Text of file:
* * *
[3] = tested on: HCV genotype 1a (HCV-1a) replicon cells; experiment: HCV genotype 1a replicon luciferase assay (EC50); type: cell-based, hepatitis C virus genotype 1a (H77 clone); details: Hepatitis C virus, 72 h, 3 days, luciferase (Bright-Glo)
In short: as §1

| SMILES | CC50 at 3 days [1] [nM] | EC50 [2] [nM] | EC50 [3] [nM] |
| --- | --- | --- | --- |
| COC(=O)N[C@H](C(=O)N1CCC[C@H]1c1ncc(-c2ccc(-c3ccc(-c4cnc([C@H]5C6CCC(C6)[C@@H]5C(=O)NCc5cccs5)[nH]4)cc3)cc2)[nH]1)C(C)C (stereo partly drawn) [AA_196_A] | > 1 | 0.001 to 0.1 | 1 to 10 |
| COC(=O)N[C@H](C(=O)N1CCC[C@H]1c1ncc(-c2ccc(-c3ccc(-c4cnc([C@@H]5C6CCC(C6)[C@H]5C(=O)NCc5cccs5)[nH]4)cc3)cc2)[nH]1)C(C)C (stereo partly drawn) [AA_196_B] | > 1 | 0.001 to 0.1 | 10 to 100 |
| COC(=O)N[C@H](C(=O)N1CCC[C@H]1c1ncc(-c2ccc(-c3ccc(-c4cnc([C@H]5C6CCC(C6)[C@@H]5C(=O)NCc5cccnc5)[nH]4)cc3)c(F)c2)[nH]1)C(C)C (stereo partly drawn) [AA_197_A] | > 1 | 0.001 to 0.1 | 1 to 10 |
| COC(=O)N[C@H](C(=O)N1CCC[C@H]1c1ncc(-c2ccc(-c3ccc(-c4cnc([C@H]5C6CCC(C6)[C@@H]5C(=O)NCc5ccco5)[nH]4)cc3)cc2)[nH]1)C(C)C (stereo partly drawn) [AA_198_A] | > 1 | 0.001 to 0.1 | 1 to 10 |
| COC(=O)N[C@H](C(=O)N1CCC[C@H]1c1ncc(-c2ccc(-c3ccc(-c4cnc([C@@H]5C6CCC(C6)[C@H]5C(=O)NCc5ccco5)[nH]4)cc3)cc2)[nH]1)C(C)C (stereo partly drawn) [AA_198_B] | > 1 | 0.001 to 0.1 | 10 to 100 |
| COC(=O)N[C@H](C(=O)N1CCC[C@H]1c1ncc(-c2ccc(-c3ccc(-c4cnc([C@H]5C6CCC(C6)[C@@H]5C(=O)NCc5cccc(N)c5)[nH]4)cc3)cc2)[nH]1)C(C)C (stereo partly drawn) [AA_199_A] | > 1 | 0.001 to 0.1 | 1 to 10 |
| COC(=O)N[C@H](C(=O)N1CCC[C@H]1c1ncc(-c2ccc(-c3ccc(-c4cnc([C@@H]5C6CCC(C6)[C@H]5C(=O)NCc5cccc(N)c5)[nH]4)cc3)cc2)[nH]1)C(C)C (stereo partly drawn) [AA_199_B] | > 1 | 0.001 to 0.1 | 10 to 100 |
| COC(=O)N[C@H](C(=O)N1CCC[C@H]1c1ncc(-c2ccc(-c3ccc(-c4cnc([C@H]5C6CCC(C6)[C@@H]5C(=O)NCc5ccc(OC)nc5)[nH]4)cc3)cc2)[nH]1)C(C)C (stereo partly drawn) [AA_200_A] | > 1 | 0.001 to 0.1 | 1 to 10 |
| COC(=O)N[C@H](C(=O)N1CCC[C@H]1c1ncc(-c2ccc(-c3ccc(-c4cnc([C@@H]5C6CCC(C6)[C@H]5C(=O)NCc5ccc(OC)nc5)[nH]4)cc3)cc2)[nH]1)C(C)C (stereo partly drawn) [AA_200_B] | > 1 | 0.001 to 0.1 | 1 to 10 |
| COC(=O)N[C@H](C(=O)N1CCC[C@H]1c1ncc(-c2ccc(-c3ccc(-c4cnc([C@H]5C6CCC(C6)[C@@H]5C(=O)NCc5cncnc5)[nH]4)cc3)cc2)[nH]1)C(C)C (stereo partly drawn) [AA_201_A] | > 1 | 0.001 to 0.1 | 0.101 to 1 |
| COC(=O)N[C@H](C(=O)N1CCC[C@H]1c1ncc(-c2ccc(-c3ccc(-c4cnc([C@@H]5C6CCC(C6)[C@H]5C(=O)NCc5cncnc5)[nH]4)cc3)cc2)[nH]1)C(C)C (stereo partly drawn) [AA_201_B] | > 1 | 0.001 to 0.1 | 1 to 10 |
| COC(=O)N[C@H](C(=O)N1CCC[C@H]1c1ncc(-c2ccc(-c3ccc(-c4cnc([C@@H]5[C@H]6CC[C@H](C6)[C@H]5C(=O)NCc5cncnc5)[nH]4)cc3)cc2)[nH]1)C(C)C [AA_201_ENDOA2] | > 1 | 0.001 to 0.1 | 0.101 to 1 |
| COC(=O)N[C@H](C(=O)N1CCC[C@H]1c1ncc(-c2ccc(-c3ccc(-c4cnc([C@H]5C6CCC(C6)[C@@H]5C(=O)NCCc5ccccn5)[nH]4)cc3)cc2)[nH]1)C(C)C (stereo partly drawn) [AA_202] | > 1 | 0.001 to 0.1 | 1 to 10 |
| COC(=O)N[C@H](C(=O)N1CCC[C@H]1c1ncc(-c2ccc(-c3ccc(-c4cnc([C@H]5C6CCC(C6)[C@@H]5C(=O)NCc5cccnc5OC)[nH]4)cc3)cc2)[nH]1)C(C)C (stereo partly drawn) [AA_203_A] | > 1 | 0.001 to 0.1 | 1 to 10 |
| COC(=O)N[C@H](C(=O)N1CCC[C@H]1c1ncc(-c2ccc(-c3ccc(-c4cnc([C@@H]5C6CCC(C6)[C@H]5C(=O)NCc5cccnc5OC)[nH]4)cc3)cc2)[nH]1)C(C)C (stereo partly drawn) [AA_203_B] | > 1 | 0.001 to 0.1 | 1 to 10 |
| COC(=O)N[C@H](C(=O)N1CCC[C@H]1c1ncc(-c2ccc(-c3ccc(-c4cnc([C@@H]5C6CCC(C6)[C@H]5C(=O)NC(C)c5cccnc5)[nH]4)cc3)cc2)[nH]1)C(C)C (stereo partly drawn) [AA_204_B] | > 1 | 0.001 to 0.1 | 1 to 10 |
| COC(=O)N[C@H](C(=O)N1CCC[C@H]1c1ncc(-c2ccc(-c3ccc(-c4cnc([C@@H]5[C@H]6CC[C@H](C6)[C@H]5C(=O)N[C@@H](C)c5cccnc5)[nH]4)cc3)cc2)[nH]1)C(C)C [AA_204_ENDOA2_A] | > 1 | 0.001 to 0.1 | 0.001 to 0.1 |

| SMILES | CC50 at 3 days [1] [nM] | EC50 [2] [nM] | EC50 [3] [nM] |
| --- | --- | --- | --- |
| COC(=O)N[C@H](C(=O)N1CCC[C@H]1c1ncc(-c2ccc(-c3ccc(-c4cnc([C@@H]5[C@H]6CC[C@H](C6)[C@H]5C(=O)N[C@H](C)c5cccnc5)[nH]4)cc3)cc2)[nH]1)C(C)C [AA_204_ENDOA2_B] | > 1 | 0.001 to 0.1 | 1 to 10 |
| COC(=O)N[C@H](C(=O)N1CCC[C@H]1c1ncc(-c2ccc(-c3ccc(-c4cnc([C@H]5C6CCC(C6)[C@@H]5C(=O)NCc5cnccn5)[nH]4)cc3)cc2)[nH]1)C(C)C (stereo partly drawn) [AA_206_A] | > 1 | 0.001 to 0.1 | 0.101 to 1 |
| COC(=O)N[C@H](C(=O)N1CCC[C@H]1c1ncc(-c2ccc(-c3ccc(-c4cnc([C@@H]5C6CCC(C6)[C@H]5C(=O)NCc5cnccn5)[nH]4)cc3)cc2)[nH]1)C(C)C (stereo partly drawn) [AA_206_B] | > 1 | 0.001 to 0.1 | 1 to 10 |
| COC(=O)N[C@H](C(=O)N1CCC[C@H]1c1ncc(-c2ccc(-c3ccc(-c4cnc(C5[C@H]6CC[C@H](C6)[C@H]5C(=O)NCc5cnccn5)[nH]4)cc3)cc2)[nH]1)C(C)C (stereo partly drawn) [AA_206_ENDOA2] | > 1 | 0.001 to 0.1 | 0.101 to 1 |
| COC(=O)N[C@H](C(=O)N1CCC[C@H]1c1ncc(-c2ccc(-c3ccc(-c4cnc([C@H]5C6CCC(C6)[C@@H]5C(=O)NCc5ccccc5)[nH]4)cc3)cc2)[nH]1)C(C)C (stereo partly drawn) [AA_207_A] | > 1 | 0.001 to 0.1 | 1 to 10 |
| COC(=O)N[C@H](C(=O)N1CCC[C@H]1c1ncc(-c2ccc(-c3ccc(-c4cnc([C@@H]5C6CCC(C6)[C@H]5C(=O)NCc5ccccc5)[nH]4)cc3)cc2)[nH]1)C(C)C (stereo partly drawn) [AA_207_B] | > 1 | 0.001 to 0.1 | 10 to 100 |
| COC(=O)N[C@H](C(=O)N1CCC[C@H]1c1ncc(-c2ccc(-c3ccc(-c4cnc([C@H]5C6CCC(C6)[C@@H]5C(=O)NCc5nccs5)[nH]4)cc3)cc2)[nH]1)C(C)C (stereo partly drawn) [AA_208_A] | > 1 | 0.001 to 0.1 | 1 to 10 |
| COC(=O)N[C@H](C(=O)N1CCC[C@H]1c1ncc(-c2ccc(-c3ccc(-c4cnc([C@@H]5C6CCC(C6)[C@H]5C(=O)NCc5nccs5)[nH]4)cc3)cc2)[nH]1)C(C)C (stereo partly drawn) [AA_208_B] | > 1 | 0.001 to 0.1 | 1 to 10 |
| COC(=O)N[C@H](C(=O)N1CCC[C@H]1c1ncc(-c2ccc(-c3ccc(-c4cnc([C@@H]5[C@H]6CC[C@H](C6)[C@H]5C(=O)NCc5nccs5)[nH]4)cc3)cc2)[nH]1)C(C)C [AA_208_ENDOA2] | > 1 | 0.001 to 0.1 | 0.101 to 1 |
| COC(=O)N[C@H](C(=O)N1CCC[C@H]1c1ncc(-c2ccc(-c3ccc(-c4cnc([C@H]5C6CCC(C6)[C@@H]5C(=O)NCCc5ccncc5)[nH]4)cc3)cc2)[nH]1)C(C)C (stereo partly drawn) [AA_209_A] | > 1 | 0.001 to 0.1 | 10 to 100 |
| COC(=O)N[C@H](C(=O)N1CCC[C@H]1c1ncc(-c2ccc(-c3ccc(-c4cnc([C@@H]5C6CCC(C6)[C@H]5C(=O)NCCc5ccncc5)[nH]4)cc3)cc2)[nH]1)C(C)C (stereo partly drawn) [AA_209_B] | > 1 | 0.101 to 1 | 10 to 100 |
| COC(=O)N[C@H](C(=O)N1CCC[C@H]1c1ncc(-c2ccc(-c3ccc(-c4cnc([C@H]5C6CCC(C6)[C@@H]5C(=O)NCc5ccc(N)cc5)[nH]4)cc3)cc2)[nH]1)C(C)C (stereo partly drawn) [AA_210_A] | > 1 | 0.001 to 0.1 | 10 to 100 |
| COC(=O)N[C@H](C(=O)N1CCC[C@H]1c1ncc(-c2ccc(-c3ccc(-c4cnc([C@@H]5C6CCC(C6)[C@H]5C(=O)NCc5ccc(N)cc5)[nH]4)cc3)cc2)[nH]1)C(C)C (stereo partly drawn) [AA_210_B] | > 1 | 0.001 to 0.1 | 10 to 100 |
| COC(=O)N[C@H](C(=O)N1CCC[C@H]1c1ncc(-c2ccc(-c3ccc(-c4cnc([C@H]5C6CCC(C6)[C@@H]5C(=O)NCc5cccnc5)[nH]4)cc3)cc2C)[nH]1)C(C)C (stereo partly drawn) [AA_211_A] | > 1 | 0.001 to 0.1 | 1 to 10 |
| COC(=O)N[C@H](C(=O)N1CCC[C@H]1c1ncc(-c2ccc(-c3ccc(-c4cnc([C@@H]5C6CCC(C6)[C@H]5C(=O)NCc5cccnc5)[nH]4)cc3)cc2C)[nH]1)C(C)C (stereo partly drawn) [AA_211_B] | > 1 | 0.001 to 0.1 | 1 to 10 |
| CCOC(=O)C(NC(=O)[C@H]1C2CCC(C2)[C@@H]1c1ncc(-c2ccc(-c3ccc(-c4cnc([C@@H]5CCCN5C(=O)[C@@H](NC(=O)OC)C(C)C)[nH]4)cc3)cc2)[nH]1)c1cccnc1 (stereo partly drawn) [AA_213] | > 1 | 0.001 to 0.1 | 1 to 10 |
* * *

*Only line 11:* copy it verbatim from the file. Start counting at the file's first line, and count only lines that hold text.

| COC(=O)N[C@H](C(=O)N1CCC[C@H]1c1ncc(-c2ccc(-c3ccc(-c4cnc([C@@H]5C6CCC(C6)[C@H]5C(=O)NCc5cccc(N)c5)[nH]4)cc3)cc2)[nH]1)C(C)C (stereo partly drawn) [AA_199_B] | > 1 | 0.001 to 0.1 | 10 to 100 |